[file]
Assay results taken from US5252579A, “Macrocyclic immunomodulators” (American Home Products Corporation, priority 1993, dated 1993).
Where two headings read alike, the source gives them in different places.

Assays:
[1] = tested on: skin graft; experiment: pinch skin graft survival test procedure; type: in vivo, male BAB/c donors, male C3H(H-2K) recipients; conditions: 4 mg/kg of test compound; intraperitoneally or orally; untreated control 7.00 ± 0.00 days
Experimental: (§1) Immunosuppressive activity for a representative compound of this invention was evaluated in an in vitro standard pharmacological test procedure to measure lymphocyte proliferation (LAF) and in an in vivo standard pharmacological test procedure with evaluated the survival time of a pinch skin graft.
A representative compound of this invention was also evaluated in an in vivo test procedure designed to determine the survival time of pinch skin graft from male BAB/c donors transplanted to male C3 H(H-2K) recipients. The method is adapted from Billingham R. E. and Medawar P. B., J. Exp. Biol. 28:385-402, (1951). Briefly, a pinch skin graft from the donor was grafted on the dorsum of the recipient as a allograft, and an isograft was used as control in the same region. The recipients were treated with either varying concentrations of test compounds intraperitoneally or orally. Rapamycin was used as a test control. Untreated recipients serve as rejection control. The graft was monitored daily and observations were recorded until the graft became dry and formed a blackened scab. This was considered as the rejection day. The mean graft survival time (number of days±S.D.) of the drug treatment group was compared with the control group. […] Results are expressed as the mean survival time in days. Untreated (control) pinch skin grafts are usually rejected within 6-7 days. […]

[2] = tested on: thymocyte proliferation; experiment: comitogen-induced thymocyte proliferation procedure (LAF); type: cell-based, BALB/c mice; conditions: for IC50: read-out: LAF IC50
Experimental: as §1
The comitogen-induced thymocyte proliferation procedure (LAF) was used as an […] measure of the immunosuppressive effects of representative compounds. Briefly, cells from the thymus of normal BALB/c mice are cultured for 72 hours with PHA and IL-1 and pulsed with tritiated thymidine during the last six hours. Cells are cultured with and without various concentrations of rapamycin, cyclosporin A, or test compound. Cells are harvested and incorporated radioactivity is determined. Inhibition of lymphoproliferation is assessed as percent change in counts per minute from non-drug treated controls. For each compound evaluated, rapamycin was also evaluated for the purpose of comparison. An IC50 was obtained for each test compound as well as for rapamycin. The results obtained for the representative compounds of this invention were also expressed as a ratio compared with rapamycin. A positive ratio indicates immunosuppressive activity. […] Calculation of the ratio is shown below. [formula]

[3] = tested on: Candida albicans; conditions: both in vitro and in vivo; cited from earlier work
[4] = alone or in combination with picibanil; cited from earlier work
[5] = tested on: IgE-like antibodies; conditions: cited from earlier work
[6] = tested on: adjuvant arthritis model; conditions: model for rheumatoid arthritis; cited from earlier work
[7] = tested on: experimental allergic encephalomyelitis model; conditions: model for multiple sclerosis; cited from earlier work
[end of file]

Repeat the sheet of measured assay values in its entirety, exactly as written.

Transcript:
Assay results taken from US5252579A, “Macrocyclic immunomodulators” (American Home Products Corporation, priority 1993, dated 1993).
Where two headings read alike, the source gives them in different places.

Assays:
[1] = tested on: skin graft; experiment: pinch skin graft survival test procedure; type: in vivo, male BAB/c donors, male C3H(H-2K) recipients; conditions: 4 mg/kg of test compound; intraperitoneally or orally; untreated control 7.00 ± 0.00 days
Experimental: (§1) Immunosuppressive activity for a representative compound of this invention was evaluated in an in vitro standard pharmacological test procedure to measure lymphocyte proliferation (LAF) and in an in vivo standard pharmacological test procedure with evaluated the survival time of a pinch skin graft.
A representative compound of this invention was also evaluated in an in vivo test procedure designed to determine the survival time of pinch skin graft from male BAB/c donors transplanted to male C3 H(H-2K) recipients. The method is adapted from Billingham R. E. and Medawar P. B., J. Exp. Biol. 28:385-402, (1951). Briefly, a pinch skin graft from the donor was grafted on the dorsum of the recipient as a allograft, and an isograft was used as control in the same region. The recipients were treated with either varying concentrations of test compounds intraperitoneally or orally. Rapamycin was used as a test control. Untreated recipients serve as rejection control. The graft was monitored daily and observations were recorded until the graft became dry and formed a blackened scab. This was considered as the rejection day. The mean graft survival time (number of days±S.D.) of the drug treatment group was compared with the control group. […] Results are expressed as the mean survival time in days. Untreated (control) pinch skin grafts are usually rejected within 6-7 days. […]

[2] = tested on: thymocyte proliferation; experiment: comitogen-induced thymocyte proliferation procedure (LAF); type: cell-based, BALB/c mice; conditions: for IC50: read-out: LAF IC50
Experimental: as §1
The comitogen-induced thymocyte proliferation procedure (LAF) was used as an […] measure of the immunosuppressive effects of representative compounds. Briefly, cells from the thymus of normal BALB/c mice are cultured for 72 hours with PHA and IL-1 and pulsed with tritiated thymidine during the last six hours. Cells are cultured with and without various concentrations of rapamycin, cyclosporin A, or test compound. Cells are harvested and incorporated radioactivity is determined. Inhibition of lymphoproliferation is assessed as percent change in counts per minute from non-drug treated controls. For each compound evaluated, rapamycin was also evaluated for the purpose of comparison. An IC50 was obtained for each test compound as well as for rapamycin. The results obtained for the representative compounds of this invention were also expressed as a ratio compared with rapamycin. A positive ratio indicates immunosuppressive activity. […] Calculation of the ratio is shown below. [formula]

[3] = tested on: Candida albicans; conditions: both in vitro and in vivo; cited from earlier work
[4] = alone or in combination with picibanil; cited from earlier work
[5] = tested on: IgE-like antibodies; conditions: cited from earlier work
[6] = tested on: adjuvant arthritis model; conditions: model for rheumatoid arthritis; cited from earlier work
[7] = tested on: experimental allergic encephalomyelitis model; conditions: model for multiple sclerosis; cited from earlier work